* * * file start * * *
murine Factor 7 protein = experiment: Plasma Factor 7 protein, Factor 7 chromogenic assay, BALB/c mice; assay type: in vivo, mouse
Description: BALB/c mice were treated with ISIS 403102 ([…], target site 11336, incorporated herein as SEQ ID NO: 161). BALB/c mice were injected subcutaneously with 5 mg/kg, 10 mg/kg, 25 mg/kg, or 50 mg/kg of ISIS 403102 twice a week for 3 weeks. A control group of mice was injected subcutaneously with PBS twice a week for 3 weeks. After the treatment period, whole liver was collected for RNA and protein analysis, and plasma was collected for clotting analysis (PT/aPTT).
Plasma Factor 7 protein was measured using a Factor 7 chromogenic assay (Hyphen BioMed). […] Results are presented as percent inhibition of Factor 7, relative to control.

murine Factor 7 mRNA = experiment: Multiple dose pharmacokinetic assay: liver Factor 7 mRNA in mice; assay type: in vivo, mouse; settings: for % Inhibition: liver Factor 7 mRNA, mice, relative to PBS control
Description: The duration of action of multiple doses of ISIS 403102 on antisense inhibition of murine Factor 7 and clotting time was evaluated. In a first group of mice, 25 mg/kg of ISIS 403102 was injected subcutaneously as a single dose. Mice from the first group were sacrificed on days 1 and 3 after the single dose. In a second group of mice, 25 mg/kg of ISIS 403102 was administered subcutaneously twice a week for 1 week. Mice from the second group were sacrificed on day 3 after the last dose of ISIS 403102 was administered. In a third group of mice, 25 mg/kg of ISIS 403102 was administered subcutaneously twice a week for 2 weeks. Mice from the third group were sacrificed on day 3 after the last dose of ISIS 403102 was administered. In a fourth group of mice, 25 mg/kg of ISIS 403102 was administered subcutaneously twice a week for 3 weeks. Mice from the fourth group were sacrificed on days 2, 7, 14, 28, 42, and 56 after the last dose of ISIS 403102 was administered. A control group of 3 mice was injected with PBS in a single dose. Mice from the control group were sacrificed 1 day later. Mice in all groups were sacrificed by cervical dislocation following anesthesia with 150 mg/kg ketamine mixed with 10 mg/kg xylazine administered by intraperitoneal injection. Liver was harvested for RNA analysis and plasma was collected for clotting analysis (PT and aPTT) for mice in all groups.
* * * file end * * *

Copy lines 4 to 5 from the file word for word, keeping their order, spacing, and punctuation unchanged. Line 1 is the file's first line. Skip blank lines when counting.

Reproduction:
murine Factor 7 mRNA = experiment: Multiple dose pharmacokinetic assay: liver Factor 7 mRNA in mice; assay type: in vivo, mouse; settings: for % Inhibition: liver Factor 7 mRNA, mice, relative to PBS control
Description: The duration of action of multiple doses of ISIS 403102 on antisense inhibition of murine Factor 7 and clotting time was evaluated. In a first group of mice, 25 mg/kg of ISIS 403102 was injected subcutaneously as a single dose. Mice from the first group were sacrificed on days 1 and 3 after the single dose. In a second group of mice, 25 mg/kg of ISIS 403102 was administered subcutaneously twice a week for 1 week. Mice from the second group were sacrificed on day 3 after the last dose of ISIS 403102 was administered. In a third group of mice, 25 mg/kg of ISIS 403102 was administered subcutaneously twice a week for 2 weeks. Mice from the third group were sacrificed on day 3 after the last dose of ISIS 403102 was administered. In a fourth group of mice, 25 mg/kg of ISIS 403102 was administered subcutaneously twice a week for 3 weeks. Mice from the fourth group were sacrificed on days 2, 7, 14, 28, 42, and 56 after the last dose of ISIS 403102 was administered. A control group of 3 mice was injected with PBS in a single dose. Mice from the control group were sacrificed 1 day later. Mice in all groups were sacrificed by cervical dislocation following anesthesia with 150 mg/kg ketamine mixed with 10 mg/kg xylazine administered by intraperitoneal injection. Liver was harvested for RNA analysis and plasma was collected for clotting analysis (PT and aPTT) for mice in all groups.